Cupertino effect
n. The tendency for automatic spell-checking software to replace some words with inappropriate or incorrect alternatives.
Other Forms
And then "the Cupertino effect": typos introduced by the very "autocorrect" software intended to save us from error. Ah, the typographical treason of these invisible servants!
—Ruth Walker, “The wages of typos — in pounds and pence,” The Christian Science Monitor, November 10, 2011
On the plus side, though, we’d have no more problems with the Cupertino effect — spellcheck software’s tendency to suggest inappropriate words to replace misspellings and words not in its dictionary, such as suggesting "Cupertino" for "co-operation."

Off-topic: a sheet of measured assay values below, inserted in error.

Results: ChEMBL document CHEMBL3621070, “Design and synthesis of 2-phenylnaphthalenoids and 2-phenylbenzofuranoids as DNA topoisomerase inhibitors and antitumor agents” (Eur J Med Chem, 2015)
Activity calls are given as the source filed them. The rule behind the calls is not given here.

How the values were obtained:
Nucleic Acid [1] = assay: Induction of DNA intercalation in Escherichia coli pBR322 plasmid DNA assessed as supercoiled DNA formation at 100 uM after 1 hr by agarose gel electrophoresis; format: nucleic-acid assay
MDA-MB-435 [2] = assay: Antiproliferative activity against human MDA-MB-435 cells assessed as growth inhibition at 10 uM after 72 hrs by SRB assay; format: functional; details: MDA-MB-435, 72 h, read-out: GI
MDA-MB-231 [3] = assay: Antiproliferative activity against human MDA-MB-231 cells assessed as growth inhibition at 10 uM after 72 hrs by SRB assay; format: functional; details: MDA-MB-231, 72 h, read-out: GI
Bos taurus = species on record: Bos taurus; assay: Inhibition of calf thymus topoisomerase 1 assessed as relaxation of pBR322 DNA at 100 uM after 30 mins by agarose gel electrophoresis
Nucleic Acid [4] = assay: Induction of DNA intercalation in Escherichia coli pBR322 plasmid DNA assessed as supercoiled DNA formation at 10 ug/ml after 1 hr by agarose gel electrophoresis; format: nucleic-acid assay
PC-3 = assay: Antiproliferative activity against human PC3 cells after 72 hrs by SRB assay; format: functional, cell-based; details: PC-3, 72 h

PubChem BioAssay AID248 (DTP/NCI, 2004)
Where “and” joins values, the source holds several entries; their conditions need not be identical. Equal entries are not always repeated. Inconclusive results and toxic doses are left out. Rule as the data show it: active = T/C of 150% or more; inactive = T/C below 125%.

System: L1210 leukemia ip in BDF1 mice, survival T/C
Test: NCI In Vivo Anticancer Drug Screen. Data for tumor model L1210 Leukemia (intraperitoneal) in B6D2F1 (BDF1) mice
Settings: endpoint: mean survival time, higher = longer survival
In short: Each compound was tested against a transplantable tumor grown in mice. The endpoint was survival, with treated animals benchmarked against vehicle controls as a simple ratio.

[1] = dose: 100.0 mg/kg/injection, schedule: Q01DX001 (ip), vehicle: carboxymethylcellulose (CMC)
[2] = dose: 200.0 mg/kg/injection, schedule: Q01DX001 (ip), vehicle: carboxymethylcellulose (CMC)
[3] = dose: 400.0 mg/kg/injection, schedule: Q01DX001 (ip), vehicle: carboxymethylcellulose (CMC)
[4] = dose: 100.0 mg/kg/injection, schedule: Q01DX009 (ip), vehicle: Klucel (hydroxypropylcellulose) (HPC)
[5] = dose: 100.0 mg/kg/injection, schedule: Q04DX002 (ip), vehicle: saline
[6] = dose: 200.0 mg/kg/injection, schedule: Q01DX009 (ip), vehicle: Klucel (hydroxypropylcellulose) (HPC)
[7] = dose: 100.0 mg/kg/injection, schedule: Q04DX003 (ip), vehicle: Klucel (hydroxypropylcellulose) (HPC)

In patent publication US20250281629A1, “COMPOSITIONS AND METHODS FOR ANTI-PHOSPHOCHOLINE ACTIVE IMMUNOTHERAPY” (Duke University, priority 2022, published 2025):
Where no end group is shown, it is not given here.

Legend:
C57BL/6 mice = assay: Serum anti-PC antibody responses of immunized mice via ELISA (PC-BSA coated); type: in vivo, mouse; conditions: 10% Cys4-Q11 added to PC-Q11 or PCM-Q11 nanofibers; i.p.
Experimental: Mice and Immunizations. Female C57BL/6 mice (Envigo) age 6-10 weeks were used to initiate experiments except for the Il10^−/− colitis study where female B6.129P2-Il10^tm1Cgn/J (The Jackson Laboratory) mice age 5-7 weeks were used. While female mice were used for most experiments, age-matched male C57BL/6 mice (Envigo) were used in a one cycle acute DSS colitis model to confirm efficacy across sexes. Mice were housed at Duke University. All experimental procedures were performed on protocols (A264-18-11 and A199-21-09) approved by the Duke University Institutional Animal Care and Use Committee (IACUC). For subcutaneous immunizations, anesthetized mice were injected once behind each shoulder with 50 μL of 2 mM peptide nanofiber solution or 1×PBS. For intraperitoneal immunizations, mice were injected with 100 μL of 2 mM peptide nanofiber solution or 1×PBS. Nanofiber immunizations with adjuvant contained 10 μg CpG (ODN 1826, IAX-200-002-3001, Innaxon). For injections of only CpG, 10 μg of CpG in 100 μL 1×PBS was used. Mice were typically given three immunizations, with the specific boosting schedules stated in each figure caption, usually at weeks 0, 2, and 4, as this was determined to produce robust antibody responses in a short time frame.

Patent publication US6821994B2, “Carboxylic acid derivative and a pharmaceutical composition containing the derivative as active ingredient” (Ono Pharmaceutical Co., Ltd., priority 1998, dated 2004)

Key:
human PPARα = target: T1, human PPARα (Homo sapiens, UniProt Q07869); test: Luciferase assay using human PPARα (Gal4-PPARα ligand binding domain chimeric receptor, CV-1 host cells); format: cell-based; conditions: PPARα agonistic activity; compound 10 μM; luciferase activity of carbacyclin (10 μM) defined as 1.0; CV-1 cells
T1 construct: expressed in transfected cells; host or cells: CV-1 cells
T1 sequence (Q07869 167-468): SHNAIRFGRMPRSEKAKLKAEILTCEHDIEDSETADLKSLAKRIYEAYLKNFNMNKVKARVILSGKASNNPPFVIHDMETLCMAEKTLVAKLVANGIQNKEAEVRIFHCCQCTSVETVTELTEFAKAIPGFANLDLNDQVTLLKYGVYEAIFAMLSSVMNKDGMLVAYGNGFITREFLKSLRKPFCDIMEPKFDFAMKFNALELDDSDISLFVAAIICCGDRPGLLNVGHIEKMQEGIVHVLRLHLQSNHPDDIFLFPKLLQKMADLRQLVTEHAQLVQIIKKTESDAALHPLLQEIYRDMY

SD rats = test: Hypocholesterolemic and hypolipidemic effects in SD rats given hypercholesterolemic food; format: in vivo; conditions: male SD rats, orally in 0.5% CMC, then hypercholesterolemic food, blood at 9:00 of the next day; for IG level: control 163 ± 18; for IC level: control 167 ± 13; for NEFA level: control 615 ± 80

—Erin McKean, “After the spelling bee, imagining a world without standardized spelling,” The Washington Post, June 03, 2011
2000 (earliest)
Of course, we take great care in the production of our own texts. Most of us are now aware of the 'Cupertino effect', and we have added 'cooperation' to the custom dictionary in our spelling checker.
—Elizabeth Anne Muller, “Cupertino and after” (PDF), Language Matters, September 01, 2000
Many thanks to Ben Zimmer for digging up the earliest citation.